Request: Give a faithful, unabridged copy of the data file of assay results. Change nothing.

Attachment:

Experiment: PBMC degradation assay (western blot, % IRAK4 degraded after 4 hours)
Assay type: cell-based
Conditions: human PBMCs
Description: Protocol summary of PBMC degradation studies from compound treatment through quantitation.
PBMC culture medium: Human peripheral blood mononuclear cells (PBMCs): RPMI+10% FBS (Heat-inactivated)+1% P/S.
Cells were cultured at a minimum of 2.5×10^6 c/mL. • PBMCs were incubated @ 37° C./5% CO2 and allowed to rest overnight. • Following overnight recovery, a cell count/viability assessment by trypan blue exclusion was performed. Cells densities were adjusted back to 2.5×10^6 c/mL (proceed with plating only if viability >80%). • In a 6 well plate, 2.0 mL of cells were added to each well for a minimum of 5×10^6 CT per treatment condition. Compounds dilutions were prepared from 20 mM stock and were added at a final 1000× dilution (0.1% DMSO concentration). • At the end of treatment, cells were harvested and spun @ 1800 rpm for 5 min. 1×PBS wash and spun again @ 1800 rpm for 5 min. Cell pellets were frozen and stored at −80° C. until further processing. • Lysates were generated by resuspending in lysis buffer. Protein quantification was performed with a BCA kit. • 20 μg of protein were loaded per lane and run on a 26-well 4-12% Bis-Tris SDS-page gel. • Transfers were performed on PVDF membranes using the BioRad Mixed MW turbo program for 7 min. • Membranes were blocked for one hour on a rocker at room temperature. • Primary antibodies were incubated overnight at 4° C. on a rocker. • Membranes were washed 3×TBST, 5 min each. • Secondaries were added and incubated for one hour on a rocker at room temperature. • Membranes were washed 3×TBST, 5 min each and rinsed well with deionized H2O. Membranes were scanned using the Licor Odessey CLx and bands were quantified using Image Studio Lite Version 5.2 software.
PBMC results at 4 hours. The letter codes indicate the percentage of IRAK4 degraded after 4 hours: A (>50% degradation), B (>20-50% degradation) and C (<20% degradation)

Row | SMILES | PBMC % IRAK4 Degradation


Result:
Experiment: PBMC degradation assay (western blot, % IRAK4 degraded after 4 hours)
Assay type: cell-based
Conditions: human PBMCs
Description: Protocol summary of PBMC degradation studies from compound treatment through quantitation.
PBMC culture medium: Human peripheral blood mononuclear cells (PBMCs): RPMI+10% FBS (Heat-inactivated)+1% P/S.
Cells were cultured at a minimum of 2.5×10^6 c/mL. • PBMCs were incubated @ 37° C./5% CO2 and allowed to rest overnight. • Following overnight recovery, a cell count/viability assessment by trypan blue exclusion was performed. Cells densities were adjusted back to 2.5×10^6 c/mL (proceed with plating only if viability >80%). • In a 6 well plate, 2.0 mL of cells were added to each well for a minimum of 5×10^6 CT per treatment condition. Compounds dilutions were prepared from 20 mM stock and were added at a final 1000× dilution (0.1% DMSO concentration). • At the end of treatment, cells were harvested and spun @ 1800 rpm for 5 min. 1×PBS wash and spun again @ 1800 rpm for 5 min. Cell pellets were frozen and stored at −80° C. until further processing. • Lysates were generated by resuspending in lysis buffer. Protein quantification was performed with a BCA kit. • 20 μg of protein were loaded per lane and run on a 26-well 4-12% Bis-Tris SDS-page gel. • Transfers were performed on PVDF membranes using the BioRad Mixed MW turbo program for 7 min. • Membranes were blocked for one hour on a rocker at room temperature. • Primary antibodies were incubated overnight at 4° C. on a rocker. • Membranes were washed 3×TBST, 5 min each. • Secondaries were added and incubated for one hour on a rocker at room temperature. • Membranes were washed 3×TBST, 5 min each and rinsed well with deionized H2O. Membranes were scanned using the Licor Odessey CLx and bands were quantified using Image Studio Lite Version 5.2 software.
PBMC results at 4 hours. The letter codes indicate the percentage of IRAK4 degraded after 4 hours: A (>50% degradation), B (>20-50% degradation) and C (<20% degradation)

Row | SMILES | PBMC % IRAK4 Degradation